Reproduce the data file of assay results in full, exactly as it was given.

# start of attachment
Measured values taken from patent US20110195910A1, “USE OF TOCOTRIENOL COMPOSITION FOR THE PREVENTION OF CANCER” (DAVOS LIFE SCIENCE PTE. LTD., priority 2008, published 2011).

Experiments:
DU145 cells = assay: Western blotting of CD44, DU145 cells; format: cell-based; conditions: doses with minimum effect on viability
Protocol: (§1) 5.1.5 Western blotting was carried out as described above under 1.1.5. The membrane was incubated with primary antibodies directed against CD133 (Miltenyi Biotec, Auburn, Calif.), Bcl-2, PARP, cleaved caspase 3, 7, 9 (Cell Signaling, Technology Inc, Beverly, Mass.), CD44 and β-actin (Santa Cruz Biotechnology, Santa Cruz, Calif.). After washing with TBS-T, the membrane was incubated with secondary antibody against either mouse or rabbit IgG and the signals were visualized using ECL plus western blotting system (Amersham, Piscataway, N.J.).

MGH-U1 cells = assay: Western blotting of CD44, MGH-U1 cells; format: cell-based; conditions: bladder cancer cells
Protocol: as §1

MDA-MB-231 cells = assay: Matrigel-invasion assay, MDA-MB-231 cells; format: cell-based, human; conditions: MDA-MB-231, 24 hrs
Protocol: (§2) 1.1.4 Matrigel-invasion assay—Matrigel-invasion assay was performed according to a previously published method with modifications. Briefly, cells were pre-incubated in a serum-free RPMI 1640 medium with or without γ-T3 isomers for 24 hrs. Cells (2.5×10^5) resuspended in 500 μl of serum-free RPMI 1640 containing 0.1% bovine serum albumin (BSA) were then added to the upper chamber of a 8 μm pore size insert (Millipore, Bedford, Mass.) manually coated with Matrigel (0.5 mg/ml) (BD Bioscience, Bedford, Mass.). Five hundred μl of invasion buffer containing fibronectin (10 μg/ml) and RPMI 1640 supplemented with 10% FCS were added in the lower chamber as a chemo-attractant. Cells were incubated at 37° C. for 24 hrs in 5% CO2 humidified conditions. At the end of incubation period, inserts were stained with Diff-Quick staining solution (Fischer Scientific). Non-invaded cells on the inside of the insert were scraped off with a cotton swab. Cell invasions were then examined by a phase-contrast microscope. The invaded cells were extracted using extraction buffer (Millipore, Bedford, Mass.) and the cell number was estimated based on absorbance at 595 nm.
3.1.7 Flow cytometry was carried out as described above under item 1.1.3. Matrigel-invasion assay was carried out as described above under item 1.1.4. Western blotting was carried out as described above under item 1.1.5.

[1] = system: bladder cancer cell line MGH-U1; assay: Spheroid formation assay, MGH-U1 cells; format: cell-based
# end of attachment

Measured values taken from patent US20110195910A1, “USE OF TOCOTRIENOL COMPOSITION FOR THE PREVENTION OF CANCER” (DAVOS LIFE SCIENCE PTE. LTD., priority 2008, published 2011).

Experiments:
DU145 cells = assay: Western blotting of CD44, DU145 cells; format: cell-based; conditions: doses with minimum effect on viability
Protocol: (§1) 5.1.5 Western blotting was carried out as described above under 1.1.5. The membrane was incubated with primary antibodies directed against CD133 (Miltenyi Biotec, Auburn, Calif.), Bcl-2, PARP, cleaved caspase 3, 7, 9 (Cell Signaling, Technology Inc, Beverly, Mass.), CD44 and β-actin (Santa Cruz Biotechnology, Santa Cruz, Calif.). After washing with TBS-T, the membrane was incubated with secondary antibody against either mouse or rabbit IgG and the signals were visualized using ECL plus western blotting system (Amersham, Piscataway, N.J.).

MGH-U1 cells = assay: Western blotting of CD44, MGH-U1 cells; format: cell-based; conditions: bladder cancer cells
Protocol: as §1

MDA-MB-231 cells = assay: Matrigel-invasion assay, MDA-MB-231 cells; format: cell-based, human; conditions: MDA-MB-231, 24 hrs
Protocol: (§2) 1.1.4 Matrigel-invasion assay—Matrigel-invasion assay was performed according to a previously published method with modifications. Briefly, cells were pre-incubated in a serum-free RPMI 1640 medium with or without γ-T3 isomers for 24 hrs. Cells (2.5×10^5) resuspended in 500 μl of serum-free RPMI 1640 containing 0.1% bovine serum albumin (BSA) were then added to the upper chamber of a 8 μm pore size insert (Millipore, Bedford, Mass.) manually coated with Matrigel (0.5 mg/ml) (BD Bioscience, Bedford, Mass.). Five hundred μl of invasion buffer containing fibronectin (10 μg/ml) and RPMI 1640 supplemented with 10% FCS were added in the lower chamber as a chemo-attractant. Cells were incubated at 37° C. for 24 hrs in 5% CO2 humidified conditions. At the end of incubation period, inserts were stained with Diff-Quick staining solution (Fischer Scientific). Non-invaded cells on the inside of the insert were scraped off with a cotton swab. Cell invasions were then examined by a phase-contrast microscope. The invaded cells were extracted using extraction buffer (Millipore, Bedford, Mass.) and the cell number was estimated based on absorbance at 595 nm.
3.1.7 Flow cytometry was carried out as described above under item 1.1.3. Matrigel-invasion assay was carried out as described above under item 1.1.4. Western blotting was carried out as described above under item 1.1.5.

[1] = system: bladder cancer cell line MGH-U1; assay: Spheroid formation assay, MGH-U1 cells; format: cell-based